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Topic Three Jurisdiction Notes

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This is an extract of our Topic Three Jurisdiction document, which we sell as part of our Civil Procedure Notes collection written by the top tier of Monash University students.

The following is a more accessble plain text extract of the PDF sample above, taken from our Civil Procedure Notes. Due to the challenges of extracting text from PDFs, it will have odd formatting:

TOPIC THREE: JURISDICTION In order for [plaintiff] to bring their case, it must show that the court has both subject matter jurisdiction and territorial jurisdiction. Participants in litigation

• Federal system (& VCAT): 'applicant' & 'respondent'.

• Appeals: (State & Federal) 'appellant' & 'respondent'.

• Victorian courts: 'plaintiff' & 'defendant'.

1. Subject matter jurisdiction
(refers to nature of the disputes which may

be adjudicated on by the particular court) a) Victorian Courts i. VCAT

• Jurisdiction derives from numerous pieces of legislation including: o Fair Trading Act 1999; o Residential Tenancies Act 1997; o Domestic Building Contracts Act 1995; o Equal Opportunity Act 1995;
o Planning and Environment Act 1987; and o Guardianship and Administration Act 1986.

• Jurisdiction determined by nature of dispute, rather than amount of dispute Civil Division

Administrative Division

Human Right Division

Civil Claims

General

Anti­discrimination

Credit

Land valuation

Guardianship

Domestic Building

Legal Practice

Health and Privacy

Owners Corporation

Mental Health

Real Property

Occupational and
Business Regulation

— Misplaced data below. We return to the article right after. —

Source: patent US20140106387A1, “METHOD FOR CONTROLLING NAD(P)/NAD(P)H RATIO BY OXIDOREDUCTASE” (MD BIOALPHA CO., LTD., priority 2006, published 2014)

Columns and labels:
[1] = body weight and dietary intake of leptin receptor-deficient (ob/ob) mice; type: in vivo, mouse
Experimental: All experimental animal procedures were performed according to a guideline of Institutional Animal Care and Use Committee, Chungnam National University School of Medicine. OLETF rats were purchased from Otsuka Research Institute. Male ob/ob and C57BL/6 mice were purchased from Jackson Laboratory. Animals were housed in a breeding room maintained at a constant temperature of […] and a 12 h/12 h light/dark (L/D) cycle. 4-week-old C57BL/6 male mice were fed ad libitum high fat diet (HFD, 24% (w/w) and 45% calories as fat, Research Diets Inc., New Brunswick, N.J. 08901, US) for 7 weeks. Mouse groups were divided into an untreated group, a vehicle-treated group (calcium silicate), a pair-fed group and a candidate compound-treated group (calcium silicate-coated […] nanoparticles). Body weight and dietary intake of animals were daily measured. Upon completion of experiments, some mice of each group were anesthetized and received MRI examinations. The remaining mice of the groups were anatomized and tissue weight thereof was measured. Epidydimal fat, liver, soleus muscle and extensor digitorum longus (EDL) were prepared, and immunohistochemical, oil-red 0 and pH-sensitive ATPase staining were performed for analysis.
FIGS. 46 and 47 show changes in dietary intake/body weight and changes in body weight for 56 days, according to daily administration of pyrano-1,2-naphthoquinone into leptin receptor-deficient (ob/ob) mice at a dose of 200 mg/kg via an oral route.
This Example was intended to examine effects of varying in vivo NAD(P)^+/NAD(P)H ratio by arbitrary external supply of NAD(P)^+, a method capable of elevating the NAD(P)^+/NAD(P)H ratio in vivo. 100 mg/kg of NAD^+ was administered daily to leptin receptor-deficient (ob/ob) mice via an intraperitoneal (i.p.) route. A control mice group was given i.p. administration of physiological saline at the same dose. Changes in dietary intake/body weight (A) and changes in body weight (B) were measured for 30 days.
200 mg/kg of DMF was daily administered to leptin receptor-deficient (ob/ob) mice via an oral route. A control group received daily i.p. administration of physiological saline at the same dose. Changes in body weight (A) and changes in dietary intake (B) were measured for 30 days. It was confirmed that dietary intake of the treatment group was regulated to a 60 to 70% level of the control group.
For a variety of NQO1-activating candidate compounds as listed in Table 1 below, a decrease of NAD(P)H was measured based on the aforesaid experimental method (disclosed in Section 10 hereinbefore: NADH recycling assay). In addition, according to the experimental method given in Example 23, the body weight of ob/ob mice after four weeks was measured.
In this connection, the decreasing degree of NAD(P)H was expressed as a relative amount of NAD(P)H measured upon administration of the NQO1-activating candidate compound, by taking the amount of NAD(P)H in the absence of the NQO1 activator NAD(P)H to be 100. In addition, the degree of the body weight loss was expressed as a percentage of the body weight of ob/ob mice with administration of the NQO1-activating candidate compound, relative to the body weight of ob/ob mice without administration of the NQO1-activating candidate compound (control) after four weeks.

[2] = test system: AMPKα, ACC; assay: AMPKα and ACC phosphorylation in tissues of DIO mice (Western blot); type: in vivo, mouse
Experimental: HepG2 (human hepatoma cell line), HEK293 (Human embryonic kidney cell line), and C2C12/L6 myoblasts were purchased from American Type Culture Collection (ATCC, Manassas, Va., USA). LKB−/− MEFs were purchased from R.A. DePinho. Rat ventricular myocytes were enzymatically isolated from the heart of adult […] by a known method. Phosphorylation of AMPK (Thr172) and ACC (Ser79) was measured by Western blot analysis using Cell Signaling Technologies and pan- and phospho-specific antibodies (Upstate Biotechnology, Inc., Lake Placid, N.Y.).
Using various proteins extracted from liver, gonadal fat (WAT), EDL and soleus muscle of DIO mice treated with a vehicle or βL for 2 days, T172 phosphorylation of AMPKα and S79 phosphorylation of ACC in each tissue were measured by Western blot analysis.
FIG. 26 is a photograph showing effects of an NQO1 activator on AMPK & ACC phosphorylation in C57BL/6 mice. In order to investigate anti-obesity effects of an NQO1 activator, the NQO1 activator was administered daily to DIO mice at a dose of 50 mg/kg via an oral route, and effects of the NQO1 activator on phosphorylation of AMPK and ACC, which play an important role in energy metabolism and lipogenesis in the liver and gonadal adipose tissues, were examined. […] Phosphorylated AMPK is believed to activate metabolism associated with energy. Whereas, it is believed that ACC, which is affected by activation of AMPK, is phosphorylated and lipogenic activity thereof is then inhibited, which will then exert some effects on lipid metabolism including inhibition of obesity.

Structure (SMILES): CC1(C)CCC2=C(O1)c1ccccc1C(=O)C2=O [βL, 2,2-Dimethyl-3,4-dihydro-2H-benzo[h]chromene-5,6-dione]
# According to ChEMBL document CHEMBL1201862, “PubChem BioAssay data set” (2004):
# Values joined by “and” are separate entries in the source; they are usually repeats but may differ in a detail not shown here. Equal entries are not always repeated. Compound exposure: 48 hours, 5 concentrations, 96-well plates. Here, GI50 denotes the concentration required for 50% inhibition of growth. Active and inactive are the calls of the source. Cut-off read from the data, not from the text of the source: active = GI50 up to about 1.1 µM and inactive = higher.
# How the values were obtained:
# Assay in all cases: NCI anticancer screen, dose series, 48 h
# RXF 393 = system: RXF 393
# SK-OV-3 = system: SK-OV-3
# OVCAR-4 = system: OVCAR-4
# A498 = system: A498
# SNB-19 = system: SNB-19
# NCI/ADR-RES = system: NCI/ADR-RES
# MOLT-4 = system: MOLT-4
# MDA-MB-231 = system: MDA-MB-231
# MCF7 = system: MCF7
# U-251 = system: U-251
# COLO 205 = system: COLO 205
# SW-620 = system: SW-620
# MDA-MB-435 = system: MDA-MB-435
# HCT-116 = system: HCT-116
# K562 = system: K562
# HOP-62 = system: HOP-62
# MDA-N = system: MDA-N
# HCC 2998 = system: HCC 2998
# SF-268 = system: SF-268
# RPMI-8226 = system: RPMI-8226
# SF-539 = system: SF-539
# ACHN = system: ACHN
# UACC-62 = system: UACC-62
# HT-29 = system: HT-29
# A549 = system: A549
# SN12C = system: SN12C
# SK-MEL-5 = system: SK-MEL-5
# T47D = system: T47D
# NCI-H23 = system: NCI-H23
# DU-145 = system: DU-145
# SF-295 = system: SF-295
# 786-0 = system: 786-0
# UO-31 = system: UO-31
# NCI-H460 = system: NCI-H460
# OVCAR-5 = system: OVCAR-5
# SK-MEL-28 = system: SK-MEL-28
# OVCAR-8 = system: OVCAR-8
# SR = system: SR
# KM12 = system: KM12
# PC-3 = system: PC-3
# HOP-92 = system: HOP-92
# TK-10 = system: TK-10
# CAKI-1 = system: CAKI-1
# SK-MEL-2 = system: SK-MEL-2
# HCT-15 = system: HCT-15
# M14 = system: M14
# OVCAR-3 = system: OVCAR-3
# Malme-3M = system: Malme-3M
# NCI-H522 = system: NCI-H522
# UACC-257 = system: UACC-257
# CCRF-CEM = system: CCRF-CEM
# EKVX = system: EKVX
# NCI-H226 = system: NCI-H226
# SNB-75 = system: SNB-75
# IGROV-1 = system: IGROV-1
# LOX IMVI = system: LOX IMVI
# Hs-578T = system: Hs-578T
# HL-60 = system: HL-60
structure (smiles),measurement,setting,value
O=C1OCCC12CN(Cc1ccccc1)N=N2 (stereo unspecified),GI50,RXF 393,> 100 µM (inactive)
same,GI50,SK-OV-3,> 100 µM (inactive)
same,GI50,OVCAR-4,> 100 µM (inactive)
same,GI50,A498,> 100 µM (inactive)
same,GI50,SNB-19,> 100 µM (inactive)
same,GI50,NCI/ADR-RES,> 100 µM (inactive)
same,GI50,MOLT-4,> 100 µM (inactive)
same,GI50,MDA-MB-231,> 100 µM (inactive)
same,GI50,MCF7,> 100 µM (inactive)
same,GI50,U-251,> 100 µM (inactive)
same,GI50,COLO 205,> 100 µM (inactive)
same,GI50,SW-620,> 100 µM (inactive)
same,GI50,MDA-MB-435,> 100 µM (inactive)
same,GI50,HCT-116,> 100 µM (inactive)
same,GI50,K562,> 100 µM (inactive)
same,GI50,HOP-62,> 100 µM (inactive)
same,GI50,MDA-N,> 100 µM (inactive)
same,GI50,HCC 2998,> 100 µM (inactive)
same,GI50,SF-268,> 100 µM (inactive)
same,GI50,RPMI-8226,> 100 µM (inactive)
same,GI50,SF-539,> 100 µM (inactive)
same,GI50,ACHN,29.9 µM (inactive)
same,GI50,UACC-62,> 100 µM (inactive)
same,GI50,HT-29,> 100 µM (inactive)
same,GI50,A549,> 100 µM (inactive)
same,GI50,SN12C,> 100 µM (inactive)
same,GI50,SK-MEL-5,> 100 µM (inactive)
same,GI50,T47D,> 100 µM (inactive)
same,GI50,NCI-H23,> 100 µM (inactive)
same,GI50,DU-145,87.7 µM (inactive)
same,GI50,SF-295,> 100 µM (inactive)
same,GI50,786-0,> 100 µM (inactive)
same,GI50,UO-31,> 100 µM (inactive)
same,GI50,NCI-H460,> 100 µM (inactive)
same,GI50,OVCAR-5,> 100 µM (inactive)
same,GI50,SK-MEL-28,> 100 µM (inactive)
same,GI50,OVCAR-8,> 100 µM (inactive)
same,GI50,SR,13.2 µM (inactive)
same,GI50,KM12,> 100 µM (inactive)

Residential Tenancies

Planning

Retail Tenancies

Environment

Taxation

Division Human Rights Division

ii. Magistrates Court

• Any claim for damages or equitable relief within jurisdictional limit ($100,000): (s100
Magistrates Court Act) o Excludes prerogative writs and administrative proceedings: (s100(2) Magistrates Court
Act)

• Claims for debts, damages for breach of contract, damage to property or for injury (e.g. motor
car collisions) and limited neighbourhood matters, e.g. fencing disputes.

• Specialised (civil law) divisions of the Magistrates' Court o Industrial Division includes claims under the Long Service Leave Act 1992 and
the Occupational Health and Safety Act 2004. o Work cover Division deals with claims for compensation for workplace injuries either
under the Workers Compensation Act 1958 or the Accident Compensation Act 1985. o Family Violence Court Criminal & civil jurisdiction (events involving alleged family
violence) o Neighbourhood Justice Division: The court is multi­jurisdictional and sits as a
Magistrates Court, a Children's Court (Criminal Division), Victims of Crime Assistance
Tribunal (VOCAT) and the Victorian Civil and Administrative Tribunal (VCAT). iii. County Court Original Jurisdiction

Appellate Jurisdiction

All claims regardless of relief sought Hears appeals from: or subject­matter (section 37(1)(a)).

• the criminal jurisdiction of the Magistrates'
Court of Victoria Claims against municipal councils
for loss/injury while using roads,

• the orders of magistrates within the criminal
land, buildings etc controlled by
and family divisions of the Children's Court. council (s37(1)(b)) Other areas where jurisdiction
conferred by statute e.g.
Administration & Probate Act;
Property Law Act; Transfer of Land
Act; and Adoption Act

iv. Supreme Court (BOTH)

• Superior court of Victoria with unlimited jurisdictions85(1) Constitution Act (Vic)

• 85 Powers and jurisdiction of the Court: (1) jurisdiction in or in relation to Victoria its
dependencies and the areas adjacent in all cases whatsoever and shall be the superior Court of
Victoria with unlimited jurisdiction. Original Jurisdiction (Trial Division)

Equity and Commercial

Appellate Jurisdiction (Court of
Appeal)

Established under the

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